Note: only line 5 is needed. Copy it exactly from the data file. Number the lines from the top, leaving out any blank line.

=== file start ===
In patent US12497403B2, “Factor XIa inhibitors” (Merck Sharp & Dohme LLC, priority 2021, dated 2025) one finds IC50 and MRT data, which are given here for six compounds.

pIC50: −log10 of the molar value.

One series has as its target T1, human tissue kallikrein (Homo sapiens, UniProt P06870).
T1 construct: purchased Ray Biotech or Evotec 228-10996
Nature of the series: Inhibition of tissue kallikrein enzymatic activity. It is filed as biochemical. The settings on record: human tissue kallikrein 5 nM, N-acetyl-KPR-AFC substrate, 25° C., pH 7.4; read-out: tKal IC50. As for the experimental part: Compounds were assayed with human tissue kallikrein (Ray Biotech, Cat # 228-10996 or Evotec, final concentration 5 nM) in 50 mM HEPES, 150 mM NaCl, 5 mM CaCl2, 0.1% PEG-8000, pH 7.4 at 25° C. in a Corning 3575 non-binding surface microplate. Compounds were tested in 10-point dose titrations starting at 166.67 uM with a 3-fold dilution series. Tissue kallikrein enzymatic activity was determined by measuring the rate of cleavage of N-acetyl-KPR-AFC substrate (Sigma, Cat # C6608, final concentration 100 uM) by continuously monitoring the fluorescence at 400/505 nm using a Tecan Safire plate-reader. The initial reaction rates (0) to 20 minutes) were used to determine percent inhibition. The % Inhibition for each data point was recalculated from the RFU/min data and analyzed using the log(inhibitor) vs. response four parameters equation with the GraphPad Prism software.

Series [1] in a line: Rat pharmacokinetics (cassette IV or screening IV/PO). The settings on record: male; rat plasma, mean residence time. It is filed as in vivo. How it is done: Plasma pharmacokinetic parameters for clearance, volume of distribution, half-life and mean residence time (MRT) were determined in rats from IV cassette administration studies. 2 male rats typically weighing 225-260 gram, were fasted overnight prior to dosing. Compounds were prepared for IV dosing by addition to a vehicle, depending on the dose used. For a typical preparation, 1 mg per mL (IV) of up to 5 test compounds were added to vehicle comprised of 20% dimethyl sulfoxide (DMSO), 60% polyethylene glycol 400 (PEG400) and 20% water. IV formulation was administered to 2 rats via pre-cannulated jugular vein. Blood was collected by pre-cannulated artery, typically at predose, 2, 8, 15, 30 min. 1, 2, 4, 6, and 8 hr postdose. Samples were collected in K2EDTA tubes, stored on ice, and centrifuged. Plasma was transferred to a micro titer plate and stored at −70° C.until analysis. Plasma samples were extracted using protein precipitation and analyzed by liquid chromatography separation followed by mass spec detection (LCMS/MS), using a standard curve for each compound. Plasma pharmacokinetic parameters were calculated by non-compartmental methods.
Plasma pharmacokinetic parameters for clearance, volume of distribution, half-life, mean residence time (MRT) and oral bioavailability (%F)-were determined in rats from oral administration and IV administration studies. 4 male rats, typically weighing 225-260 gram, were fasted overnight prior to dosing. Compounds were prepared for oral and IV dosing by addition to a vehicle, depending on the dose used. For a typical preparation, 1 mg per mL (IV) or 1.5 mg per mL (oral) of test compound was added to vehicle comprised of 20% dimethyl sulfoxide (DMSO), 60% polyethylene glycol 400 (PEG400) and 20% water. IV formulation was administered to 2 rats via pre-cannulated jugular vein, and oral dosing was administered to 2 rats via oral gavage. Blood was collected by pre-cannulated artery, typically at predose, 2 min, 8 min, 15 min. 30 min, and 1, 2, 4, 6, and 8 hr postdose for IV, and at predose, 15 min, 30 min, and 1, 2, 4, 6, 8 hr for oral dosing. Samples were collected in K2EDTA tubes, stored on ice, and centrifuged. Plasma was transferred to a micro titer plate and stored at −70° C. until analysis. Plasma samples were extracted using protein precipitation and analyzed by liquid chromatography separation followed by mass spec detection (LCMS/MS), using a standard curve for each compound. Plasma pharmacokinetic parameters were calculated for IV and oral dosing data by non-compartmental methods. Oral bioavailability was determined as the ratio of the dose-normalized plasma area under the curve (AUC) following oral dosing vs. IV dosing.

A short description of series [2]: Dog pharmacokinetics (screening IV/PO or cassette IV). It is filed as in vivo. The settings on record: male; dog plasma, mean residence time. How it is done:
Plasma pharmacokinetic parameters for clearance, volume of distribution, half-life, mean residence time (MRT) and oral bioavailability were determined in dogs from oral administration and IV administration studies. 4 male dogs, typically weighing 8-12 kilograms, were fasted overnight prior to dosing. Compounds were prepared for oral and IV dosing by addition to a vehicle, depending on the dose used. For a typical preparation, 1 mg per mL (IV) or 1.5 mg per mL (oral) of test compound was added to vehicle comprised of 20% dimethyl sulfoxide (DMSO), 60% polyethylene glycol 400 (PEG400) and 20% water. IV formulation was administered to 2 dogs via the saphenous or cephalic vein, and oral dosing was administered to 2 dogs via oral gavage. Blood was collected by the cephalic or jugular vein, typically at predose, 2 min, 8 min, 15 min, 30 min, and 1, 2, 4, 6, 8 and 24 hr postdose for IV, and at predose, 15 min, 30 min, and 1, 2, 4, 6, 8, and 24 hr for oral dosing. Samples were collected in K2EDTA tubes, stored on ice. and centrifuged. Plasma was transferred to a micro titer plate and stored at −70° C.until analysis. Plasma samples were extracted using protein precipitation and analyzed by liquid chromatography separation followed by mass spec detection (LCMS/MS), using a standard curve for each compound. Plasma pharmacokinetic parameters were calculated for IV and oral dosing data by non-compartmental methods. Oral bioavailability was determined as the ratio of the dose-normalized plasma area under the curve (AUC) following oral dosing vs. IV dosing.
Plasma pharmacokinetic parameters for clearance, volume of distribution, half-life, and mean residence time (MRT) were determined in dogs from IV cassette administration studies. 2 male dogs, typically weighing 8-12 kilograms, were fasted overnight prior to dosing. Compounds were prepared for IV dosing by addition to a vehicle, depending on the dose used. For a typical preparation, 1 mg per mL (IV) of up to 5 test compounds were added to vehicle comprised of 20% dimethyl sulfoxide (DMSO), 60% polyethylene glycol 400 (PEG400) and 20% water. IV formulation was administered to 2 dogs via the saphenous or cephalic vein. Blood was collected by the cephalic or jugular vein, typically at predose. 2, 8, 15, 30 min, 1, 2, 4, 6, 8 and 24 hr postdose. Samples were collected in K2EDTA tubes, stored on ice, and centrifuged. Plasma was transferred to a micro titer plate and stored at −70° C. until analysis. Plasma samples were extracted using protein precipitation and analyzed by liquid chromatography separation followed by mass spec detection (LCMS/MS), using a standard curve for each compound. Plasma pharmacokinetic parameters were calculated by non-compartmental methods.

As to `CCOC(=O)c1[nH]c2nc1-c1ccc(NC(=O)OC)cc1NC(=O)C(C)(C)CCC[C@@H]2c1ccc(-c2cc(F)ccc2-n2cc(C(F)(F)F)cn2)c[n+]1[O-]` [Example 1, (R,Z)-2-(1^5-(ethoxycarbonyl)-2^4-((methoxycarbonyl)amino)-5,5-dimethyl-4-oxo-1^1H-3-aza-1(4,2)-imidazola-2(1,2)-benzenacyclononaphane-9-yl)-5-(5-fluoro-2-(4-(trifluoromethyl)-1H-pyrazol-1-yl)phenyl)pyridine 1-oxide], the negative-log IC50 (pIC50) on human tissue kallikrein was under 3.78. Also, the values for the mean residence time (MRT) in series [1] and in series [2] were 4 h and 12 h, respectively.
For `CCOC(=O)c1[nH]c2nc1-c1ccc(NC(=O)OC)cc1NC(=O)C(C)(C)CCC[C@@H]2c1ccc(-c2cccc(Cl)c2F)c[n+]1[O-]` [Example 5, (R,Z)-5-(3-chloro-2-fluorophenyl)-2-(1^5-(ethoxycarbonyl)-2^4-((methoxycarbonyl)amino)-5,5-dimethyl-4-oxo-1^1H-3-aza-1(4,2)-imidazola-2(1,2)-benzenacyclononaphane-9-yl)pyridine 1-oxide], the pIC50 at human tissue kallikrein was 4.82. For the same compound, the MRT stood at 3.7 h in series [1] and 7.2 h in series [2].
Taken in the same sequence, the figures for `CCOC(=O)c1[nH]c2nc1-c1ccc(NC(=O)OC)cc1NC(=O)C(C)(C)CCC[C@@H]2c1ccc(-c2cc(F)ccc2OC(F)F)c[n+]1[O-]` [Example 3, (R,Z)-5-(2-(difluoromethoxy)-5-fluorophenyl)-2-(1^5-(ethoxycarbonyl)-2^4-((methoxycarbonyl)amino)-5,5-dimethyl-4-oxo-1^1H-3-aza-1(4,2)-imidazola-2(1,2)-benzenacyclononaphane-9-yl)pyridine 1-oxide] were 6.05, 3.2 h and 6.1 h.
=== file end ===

Nature of the series: Inhibition of tissue kallikrein enzymatic activity. It is filed as biochemical. The settings on record: human tissue kallikrein 5 nM, N-acetyl-KPR-AFC substrate, 25° C., pH 7.4; read-out: tKal IC50. As for the experimental part: Compounds were assayed with human tissue kallikrein (Ray Biotech, Cat # 228-10996 or Evotec, final concentration 5 nM) in 50 mM HEPES, 150 mM NaCl, 5 mM CaCl2, 0.1% PEG-8000, pH 7.4 at 25° C. in a Corning 3575 non-binding surface microplate. Compounds were tested in 10-point dose titrations starting at 166.67 uM with a 3-fold dilution series. Tissue kallikrein enzymatic activity was determined by measuring the rate of cleavage of N-acetyl-KPR-AFC substrate (Sigma, Cat # C6608, final concentration 100 uM) by continuously monitoring the fluorescence at 400/505 nm using a Tecan Safire plate-reader. The initial reaction rates (0) to 20 minutes) were used to determine percent inhibition. The % Inhibition for each data point was recalculated from the RFU/min data and analyzed using the log(inhibitor) vs. response four parameters equation with the GraphPad Prism software.